Another huge ACLU priority is the reformation of our system of public defense. For years, the ACLU has been dedicated to bringing attention to our constitutionally failing system. After the release of a damning report by the 6th Amendment Center in late 2015, we expected major legislative changes. Our expectations were not entirely realized, however. We actively tracked the succesful progress of SB 155 Indigent Defense Commission, which creates an advisory commission with the goal of eventually setting standards for the provision of indigent defense in our state, accompanied by an insufficient amount of funding. Unfortunately, the bill does nothing for those in our criminal justice system whose 6th Amendment rights are being violated today.
Policing issues continue to be a focus, both for the ACLU of Utah and the Utah legislature. After years of work with various stakeholders, the ACLU supported HB 300 Body-worn Cameras for Law Enforcement Officers, a bill that creates statewide standards for the use of body cameras by law enforcement officers. The bill also establishes when body camera footage may be released to the public and the media. The bill goes a long way toward striking an appropriate balance between protecting privacy and promoting officer accountability. HB 300 passed with near unanimous support.
The ACLU also partnered with law enforcement to pass legislation targeting the school to prison pipeline. Racially Just Utah and the ACLU of Utah worked closely with legislators to draft HB 460 School Resource Officers and School Administrators Training and Agreement, which requires better training and contracting for police officers who work in our schools. HB 460, which passed, received broad support from community activists, education leaders and law enforcement. This bill will result in state-wide, consistent efforts to train police officers who work in Utah schools.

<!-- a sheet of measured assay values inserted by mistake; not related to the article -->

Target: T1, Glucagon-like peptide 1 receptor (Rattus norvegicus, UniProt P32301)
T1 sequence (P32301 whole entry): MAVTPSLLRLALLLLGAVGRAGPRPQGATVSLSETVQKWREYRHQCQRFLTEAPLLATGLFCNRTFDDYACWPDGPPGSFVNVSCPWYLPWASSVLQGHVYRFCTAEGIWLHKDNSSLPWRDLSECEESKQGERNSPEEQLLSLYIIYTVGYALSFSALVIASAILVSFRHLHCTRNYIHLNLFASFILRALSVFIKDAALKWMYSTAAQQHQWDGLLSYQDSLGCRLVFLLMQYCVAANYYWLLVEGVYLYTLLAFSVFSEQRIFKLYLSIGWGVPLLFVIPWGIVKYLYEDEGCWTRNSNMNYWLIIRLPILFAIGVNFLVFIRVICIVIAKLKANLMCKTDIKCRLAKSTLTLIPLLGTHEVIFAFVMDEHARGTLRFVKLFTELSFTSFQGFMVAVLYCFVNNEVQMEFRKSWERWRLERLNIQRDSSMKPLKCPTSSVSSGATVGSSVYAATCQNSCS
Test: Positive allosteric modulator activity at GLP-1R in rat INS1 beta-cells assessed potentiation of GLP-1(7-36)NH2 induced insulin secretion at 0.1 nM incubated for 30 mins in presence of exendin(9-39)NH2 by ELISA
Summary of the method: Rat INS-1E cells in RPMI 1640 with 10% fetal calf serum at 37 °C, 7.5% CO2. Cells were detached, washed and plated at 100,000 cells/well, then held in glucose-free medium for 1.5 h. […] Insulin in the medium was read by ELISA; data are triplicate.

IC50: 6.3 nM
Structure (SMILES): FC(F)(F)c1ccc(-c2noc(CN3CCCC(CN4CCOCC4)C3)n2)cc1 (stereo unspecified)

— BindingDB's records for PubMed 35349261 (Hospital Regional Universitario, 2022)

The ACLU always lobbies for equality and this year was no exception! We joined with the newly formed Utah Women’s Coalition to run a trio of bills to promote and advance the rights of Utah women. Of these, SB 59 Antidiscrimination and Workplace Accommodations Revisions, was enacted into law. SB 59 requires employers to provide reasonable accommodations for pregnant and nursing employees. This bill will ensure that Utah women are not forced to choose between a job and having a family.
On a more negative note, two harmful bills were introduced this session with the aim of restricting reproductive rights. SB 234 Protecting Unborn Children Amendments, passed and will require the use of fetal anesthetic for a pregnancy terminated after 20 weeks. We are deeply concerned about the burden this new requirement is likely to pose for Utah women.
HB 442 Abortion Amendments, was also introduced and would have banned all non-surgical abortions in the state. In practice, this would essentially ban any abortion after 9 weeks. Thankfully, the bill did not even get a legislative hearing, and therefore did not advance.
We were very disappointed to see the Legislature fail to advance SB 107 Hate Crimes Amendments, and the accompanying SJR 13 Joint Resolution Amending Rules of Evidence, which would have provided meaningful tools for prosecutors to protect Utahns from hate crimes. The bills enjoyed wide support; ranging from religious and community groups to law enforcement and government officials. We expect this legislation to be reintroduced in the 2017 legislative session.
All good things must come to an end, and this is true for the Utah Legislature! But the ACLU of Utah will be working over the next several months to prepare our agenda for the 2017 session. Stay tuned!